Future trucks may finally benefit from two major improvements in foundation brakes, according to Larry Strawhorn, vice president of engineering, American Trucking Associations. Strawhorn cited work in progress by the National Highway Traffic Safety Administration at last month’s meeting of ATA’s Technology & Maintenance Council.
Once upon a time, fiction taught us that OE and aftermarket brake linings displaying the same friction-rating edge code – such as FF, EE, FE or EF – would provide virtually the same braking force.
However, in the late ’80s, when it became widely recognized that identically marked brake linings could produce brake-torque variations of up to 40 percent, ATA petitioned NHTSA to initiate rulemaking that would ensure accurate ratings and consistent performance.
Well, the wheels of government turn slowly (dragging brakes, perhaps?), and when NHTSA missed its target of December 2001 to finish its action relating to brake-lining friction ratings, Congress provided the administration funding to proceed.
And the Department of Transportation has set aside $300,000 in its 2002 appropriations package for research into brake lining friction. Reportedly, NHTSA will use the funds to complete materials research in an attempt to finish its rulemaking.
Brake of the future
“The air disc is the brake of the future,” as the quip goes, “and it always will be.” Except now, NHTSA is planning on rulemaking for the brake system of 2010, which would require a 30 percent decrease in truck panic stopping distance, to about 200 feet from 60 mph for combination vehicles.
And the administration is convinced that high-torque, disc brakes, at least on the steer axle, will be required to make such short stops.
But why haven’t air discs caught on already? How could 80,000 pounds of rolling stock rely on old-fashioned, heat- and water-fade-prone drum brakes?
Most folks with cars made after the ’60s know that disc brakes are inherently superior. Discs provide much more consistent braking torque over a wide range of temperatures and speeds. They resist heat fade since, as brake pads and rotors get hot, they expand into each other, while, when drums and linings get hot, the drum expands away from the linings.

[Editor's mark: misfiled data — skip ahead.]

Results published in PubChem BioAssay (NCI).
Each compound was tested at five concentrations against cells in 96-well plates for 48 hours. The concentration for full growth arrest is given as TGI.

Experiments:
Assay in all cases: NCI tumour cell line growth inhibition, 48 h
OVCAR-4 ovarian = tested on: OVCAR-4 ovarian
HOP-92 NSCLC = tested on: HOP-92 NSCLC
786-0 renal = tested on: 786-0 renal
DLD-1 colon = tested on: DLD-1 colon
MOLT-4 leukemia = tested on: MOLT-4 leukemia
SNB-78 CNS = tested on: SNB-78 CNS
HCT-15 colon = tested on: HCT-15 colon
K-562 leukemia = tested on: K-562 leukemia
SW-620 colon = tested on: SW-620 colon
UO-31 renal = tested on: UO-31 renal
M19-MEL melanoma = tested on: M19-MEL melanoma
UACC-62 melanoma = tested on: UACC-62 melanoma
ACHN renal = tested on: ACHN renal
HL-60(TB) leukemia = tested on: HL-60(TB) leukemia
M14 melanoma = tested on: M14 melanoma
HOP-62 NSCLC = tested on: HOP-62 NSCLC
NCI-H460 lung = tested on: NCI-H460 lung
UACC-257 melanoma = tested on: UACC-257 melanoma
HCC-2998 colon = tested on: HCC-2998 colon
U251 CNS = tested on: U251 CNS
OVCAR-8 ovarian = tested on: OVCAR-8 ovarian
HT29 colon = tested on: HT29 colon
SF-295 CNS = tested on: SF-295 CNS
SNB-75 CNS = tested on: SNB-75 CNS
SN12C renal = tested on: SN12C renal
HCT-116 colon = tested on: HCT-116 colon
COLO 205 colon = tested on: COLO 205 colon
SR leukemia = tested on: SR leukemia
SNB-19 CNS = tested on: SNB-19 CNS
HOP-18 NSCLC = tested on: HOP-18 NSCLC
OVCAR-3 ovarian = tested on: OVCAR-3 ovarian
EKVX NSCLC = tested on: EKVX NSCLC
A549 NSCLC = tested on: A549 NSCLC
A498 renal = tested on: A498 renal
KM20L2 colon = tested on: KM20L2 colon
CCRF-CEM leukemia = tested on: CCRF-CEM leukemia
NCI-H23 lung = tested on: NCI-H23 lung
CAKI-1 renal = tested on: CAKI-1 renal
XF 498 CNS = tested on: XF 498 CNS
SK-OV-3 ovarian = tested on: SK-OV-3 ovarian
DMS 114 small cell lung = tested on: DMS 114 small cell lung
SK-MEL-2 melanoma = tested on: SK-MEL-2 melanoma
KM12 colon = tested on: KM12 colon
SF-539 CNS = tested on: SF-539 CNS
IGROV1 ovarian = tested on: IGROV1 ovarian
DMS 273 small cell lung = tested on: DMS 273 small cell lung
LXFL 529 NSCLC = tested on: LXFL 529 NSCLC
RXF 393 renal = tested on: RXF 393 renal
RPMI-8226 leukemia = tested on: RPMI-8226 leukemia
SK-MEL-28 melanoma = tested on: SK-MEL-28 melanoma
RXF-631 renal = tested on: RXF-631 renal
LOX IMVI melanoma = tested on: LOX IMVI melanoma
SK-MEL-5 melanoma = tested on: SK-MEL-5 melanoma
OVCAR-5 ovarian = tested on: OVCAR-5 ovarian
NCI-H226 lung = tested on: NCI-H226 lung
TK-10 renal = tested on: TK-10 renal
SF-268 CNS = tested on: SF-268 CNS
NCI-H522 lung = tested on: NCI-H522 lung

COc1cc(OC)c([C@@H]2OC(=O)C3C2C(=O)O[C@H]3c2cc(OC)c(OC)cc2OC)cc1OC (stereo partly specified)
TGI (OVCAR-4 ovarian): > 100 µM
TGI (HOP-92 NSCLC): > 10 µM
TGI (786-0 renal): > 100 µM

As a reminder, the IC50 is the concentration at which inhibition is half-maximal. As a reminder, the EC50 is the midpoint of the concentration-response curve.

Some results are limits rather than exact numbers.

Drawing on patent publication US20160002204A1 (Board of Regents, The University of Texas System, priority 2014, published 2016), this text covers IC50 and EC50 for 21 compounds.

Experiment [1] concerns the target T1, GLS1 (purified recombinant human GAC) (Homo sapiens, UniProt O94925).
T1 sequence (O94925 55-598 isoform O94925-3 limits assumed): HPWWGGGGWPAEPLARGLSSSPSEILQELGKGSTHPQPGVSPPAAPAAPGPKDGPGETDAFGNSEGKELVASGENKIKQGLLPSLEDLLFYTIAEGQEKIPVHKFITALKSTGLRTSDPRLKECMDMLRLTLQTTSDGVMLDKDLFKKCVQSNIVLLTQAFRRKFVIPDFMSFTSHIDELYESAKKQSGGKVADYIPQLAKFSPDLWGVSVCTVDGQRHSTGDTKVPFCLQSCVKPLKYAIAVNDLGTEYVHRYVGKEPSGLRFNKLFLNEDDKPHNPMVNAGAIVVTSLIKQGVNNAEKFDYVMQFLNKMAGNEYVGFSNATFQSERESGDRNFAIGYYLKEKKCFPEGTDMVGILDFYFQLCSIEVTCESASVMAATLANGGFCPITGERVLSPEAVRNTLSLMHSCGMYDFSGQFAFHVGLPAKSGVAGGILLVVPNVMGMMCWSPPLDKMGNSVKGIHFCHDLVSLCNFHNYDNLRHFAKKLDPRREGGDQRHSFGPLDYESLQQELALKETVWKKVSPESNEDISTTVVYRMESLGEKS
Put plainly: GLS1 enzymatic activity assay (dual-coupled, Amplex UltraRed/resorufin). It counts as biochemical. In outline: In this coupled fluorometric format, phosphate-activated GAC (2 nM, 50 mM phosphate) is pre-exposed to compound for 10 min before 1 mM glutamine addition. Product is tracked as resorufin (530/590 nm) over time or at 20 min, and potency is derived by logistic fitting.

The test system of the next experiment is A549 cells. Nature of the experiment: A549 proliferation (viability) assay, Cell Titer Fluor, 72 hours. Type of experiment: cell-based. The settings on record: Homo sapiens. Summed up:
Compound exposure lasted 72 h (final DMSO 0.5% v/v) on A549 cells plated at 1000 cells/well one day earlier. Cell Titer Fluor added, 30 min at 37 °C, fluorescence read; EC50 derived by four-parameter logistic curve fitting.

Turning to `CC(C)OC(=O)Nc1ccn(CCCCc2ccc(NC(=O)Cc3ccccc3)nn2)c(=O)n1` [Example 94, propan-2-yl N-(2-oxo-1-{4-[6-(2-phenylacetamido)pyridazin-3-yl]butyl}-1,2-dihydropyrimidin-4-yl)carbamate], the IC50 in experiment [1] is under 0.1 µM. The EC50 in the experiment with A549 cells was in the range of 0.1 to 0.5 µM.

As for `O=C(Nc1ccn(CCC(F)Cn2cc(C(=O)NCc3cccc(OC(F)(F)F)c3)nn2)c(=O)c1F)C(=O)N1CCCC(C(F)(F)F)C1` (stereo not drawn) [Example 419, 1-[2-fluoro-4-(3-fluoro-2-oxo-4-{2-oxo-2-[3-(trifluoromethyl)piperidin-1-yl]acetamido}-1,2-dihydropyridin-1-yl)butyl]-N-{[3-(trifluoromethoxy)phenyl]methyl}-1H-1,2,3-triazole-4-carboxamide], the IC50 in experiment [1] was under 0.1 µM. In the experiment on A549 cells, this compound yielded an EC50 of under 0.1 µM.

Also, discs are virtually immune to water fade. Drum brakes, with their larger surface areas, apply fewer psi of force between lining and drum during a stop. This, added to the drum’s water-retaining shape, promotes hydroplaning between shoe and drum under wet conditions.
Disc brakes, with their smaller friction surfaces and high clamping forces, do a good job of “squeegying” water from rotors, and so display little reduction in stopping capability when wet.
One stumbling block to air-disc acceptance is compatibility with drum brakes. Invariably, during a long, hard stop on a mixed-brake heavy vehicle, drum brakes experience heat fade, and their brake torque drops off sharply. Meanwhile, the disc brakes keep right on stopping, as well as absorbing extra work bequeathed them by the dying drums.
The overworked discs get red-hot, and the resulting rotor cracking and pad de-bonding appear to be disc-brake problems, but they’re really a testament to the disc’s ability to outwork drums.
Then there’s cost. Our extremely cost-conscious trucking community is reluctant to pay more, even for a superior brake. And discs go for about 2 1/2 times as much as drum brakes.
Of course, part of the reason they’re so expensive is that they don’t sell very well, and are therefore a low-production item with no economy of scale. It’s a chicken-or-egg thing.
But, hey, if you want to make an omelette, you’ve got to break a few eggs. And NHTSA’s recipe could be the push we need to bring our brakes up to world standards.